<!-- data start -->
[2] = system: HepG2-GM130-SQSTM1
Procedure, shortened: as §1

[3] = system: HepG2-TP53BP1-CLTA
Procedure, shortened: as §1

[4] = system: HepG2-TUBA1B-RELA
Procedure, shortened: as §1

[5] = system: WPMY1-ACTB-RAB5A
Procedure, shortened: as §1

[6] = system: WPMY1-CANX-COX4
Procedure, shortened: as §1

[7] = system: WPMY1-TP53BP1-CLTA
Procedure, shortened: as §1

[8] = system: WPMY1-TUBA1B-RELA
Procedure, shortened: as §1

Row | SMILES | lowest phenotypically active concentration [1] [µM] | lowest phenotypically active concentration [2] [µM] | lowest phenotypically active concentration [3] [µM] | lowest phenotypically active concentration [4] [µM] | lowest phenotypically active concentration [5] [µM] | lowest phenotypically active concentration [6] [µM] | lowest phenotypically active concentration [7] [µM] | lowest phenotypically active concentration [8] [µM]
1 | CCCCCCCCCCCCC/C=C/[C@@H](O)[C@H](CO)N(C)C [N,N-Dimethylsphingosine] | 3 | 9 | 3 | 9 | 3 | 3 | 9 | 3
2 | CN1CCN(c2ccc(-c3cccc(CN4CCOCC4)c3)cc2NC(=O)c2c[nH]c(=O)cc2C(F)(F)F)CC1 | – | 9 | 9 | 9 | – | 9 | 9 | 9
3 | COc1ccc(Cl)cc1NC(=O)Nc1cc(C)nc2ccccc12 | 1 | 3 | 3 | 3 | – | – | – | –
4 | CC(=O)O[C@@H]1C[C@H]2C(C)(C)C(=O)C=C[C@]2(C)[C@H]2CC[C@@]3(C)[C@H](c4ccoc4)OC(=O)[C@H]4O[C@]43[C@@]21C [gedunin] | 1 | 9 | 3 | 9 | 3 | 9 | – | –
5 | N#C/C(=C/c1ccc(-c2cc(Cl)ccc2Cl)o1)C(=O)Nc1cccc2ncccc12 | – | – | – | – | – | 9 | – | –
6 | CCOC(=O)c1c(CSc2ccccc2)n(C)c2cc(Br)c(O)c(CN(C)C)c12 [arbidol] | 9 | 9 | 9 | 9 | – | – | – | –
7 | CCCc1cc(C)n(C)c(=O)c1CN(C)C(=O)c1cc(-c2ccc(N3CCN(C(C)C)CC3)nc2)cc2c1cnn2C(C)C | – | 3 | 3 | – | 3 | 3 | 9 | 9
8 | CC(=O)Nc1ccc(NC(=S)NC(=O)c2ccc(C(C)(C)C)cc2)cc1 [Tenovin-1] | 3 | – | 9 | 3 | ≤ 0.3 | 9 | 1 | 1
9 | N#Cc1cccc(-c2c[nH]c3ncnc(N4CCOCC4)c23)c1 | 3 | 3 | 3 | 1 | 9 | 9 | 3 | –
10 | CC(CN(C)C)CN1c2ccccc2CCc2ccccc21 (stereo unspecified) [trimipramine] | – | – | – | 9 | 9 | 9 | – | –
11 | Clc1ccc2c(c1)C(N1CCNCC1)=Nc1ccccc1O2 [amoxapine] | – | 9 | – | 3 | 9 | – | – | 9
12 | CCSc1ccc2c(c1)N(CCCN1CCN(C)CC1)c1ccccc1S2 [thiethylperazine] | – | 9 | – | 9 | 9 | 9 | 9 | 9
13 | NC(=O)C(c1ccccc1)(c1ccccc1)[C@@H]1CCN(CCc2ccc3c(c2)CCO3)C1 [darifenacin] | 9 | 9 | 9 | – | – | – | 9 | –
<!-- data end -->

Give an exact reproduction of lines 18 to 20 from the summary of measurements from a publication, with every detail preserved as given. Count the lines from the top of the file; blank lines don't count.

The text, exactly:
3 | COc1ccc(Cl)cc1NC(=O)Nc1cc(C)nc2ccccc12 | 1 | 3 | 3 | 3 | – | – | – | –
4 | CC(=O)O[C@@H]1C[C@H]2C(C)(C)C(=O)C=C[C@]2(C)[C@H]2CC[C@@]3(C)[C@H](c4ccoc4)OC(=O)[C@H]4O[C@]43[C@@]21C [gedunin] | 1 | 9 | 3 | 9 | 3 | 9 | – | –
5 | N#C/C(=C/c1ccc(-c2cc(Cl)ccc2Cl)o1)C(=O)Nc1cccc2ncccc12 | – | – | – | – | – | 9 | – | –